Beams For Loft Conversions

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Choosing the correct supporting beams is usually the most important structural question that needs to be answered when planning a new loft project.

Many newer homes don’t have internal load bearing walls and sometimes those older properties that were built with strong internal walls still don’t have sufficient strength to support the extra structural stress created by a loft conversion.

In most loft conversions steel beams are used to take the extra load and they are typically installed running from side to side of a property, i.e., from one party wall to another.

The positioning of the beams is of course vital and this is where an architect or structural engineer really earns their fees by making sure they draw plans that provide maximum load bearing support from the new beams.

The architect will most likely decide to site any new loft conversion beams as close to the edge of the rooms as possible.

They will be placed above the old ceiling joists with a gap of around a centimetre between the tops of the old joists and the new beams.

The most common type of steel beam is an RSJ or Rolled Steel Joist.

The thing that distinguishes RSJs is that they are always taller than they are wide with tapered flanges.

It is those tapered flanges that differentiate an RSJ from the similar universal beam (UB).

Rolled Steel Joists and Universal Beams are most commonly used when converting the loft though a universal column, which has a shorter depth than a UB, is generally used in shorter lengths when space is tight.

The final steel beam that is sometimes used in loft projects is the PFC or Parallel Flange Channel but these are usually used as replacements for roof purlins.

Steel doesn’t have to be used and more and more builders and architects are looking to use beams made from timber.

There are some advantages in using timber loft conversion beams, not least the fact that they can span longer lengths whilst unsupported and they are light, but steel is relatively cheap and is still used extensively.

Each builder or architect will have their personal preferences but there are basically two types of beam to choose from.

Steel loft beams tend to be the most commonly used as they provide incredible strength for their small size.

Certainly, in a project where space is at a premium these kind of beams are the easiest to use.

Their only disadvantage is the sheer weight of the beams which can make manoeuvring them very difficult in the confined roof space.

The alternative to steel is to use timber beams for loft conversions though they can often prove to be impractical.

Both types have their good and bad points and, indeed, many loft projects will employ both steel and timber beams in their final construction.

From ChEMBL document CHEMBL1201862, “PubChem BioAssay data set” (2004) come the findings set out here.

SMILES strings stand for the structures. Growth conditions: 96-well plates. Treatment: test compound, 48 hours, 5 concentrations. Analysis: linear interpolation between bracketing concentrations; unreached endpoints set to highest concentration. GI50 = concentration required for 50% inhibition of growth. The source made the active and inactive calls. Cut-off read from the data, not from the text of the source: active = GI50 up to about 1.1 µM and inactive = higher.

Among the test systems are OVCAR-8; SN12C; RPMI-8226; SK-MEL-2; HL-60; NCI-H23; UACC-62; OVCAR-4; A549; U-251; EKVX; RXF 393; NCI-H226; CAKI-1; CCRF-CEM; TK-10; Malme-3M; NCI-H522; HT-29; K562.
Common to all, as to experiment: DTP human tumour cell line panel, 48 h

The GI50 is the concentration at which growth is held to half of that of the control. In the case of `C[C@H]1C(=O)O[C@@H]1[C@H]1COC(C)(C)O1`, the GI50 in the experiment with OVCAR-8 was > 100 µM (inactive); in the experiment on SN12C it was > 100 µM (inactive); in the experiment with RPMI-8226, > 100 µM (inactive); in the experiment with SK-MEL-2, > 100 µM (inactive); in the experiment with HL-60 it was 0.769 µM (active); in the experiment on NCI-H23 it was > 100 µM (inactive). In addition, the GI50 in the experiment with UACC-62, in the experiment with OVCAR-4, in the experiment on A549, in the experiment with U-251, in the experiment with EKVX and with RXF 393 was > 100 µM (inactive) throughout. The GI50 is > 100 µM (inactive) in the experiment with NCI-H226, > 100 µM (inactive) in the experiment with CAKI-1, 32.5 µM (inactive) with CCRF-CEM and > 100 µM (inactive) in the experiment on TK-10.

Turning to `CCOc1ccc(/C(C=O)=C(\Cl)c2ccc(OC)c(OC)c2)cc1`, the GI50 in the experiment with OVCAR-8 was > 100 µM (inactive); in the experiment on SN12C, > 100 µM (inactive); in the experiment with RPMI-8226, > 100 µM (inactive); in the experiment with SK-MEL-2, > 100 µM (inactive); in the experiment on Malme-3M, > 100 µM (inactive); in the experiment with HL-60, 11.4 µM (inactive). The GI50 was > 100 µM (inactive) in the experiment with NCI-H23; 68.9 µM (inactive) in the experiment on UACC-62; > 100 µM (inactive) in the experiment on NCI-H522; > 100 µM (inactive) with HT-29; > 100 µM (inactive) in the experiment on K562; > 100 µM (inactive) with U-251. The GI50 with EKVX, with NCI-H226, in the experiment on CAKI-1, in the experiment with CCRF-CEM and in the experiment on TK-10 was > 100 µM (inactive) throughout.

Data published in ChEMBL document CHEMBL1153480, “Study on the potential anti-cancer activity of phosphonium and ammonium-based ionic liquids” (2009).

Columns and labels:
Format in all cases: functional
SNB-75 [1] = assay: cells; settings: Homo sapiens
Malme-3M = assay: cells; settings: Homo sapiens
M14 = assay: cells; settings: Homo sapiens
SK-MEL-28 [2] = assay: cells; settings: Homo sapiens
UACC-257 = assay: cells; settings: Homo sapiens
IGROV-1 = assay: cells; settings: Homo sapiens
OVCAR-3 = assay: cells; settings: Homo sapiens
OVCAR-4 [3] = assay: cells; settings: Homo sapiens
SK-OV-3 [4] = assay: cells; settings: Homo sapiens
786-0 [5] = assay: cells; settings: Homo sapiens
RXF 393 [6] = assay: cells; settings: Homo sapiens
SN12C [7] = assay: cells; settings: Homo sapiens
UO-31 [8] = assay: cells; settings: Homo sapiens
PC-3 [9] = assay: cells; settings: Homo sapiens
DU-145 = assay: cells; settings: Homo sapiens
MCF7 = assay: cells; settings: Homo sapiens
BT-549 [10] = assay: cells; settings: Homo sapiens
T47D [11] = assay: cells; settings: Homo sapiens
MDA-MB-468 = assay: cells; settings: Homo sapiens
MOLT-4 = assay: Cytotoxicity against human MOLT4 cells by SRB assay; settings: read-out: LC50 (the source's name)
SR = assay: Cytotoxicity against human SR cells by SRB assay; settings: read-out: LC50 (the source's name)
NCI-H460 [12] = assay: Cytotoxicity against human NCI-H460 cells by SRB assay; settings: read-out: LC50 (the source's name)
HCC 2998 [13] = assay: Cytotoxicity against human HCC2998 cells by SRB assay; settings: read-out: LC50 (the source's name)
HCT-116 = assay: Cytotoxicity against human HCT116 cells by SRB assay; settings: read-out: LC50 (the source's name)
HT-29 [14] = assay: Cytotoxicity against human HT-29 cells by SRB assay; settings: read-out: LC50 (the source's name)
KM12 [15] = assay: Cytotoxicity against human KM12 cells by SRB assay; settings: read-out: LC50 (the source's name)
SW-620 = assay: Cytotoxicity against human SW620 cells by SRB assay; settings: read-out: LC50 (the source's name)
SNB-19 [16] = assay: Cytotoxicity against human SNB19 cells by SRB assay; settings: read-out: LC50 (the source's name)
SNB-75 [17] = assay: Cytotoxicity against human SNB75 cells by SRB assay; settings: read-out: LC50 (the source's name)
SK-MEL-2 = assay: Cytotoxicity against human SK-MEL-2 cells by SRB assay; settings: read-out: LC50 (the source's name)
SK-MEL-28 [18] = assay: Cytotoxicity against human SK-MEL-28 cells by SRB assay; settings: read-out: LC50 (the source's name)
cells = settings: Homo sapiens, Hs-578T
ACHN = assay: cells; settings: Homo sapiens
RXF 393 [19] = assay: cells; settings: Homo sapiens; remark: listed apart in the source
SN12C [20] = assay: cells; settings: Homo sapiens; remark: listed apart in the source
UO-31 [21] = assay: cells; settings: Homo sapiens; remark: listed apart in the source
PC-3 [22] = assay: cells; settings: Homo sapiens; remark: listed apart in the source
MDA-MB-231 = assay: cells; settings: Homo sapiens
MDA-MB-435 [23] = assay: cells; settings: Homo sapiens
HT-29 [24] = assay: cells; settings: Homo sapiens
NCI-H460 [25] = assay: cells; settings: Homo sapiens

Steel Loft Beams

The most commonly used beams for loft conversions by UK builders are the UB or universal beam.

This type of steel loft beam is popular because they are very easy for timber joists to fit into because of their flat flanges that are parallel between top and bottom.

The RSI or rolled steel joists are similar to universal beams in that they are always taller than they are wide. But they differ from the UB in that their flanges are tapered which makes them less easy to use with timber joists.

The UB and RSI are the most commonly used steel loft beams but when space is a particular issue a UC or universal column can be used.

They have the same flat flanges as universal beams but they are usually used when the steel loft beam has to be incorporated within the new floor structure.

Timber Loft Beams

Although timber beams for loft conversions have traditionally been rather limited in their use because of their short span (typically only around 12 feet without additional support), factory produced ‘I’ beams are now being used in loft projects and modern house building.

Designed exactly like steel beams the ‘I’ beams have added strength as they have a central core made from composite wood and won’t shrink over time.

The drawback with these beams for loft conversions, which can be as strong and as wide as their steel counterparts, is that they are much more expensive than steel.

Apart from the relatively new ‘I’ beams there are two other timber loft beams sometimes used in loft projects.

Laminated beams are factory made from laminated and glued timber or from laminated veneer lumber (LVL). These beams are very strong and, importantly, can be cut to size without losing their strength.

The final kind of timber loft beam sometimes used in loft projects are ‘sandwich’ beams. These beams are usually made on site and feature two strips of timber with a steel plate sandwiched between them.

Because of their lack of real structural strength the main use for these beams for loft conversions are as floor trimmers.

For more info see the related pages below

All About The Structural Calculations You Need

The Importance Of Existing Internal Walls

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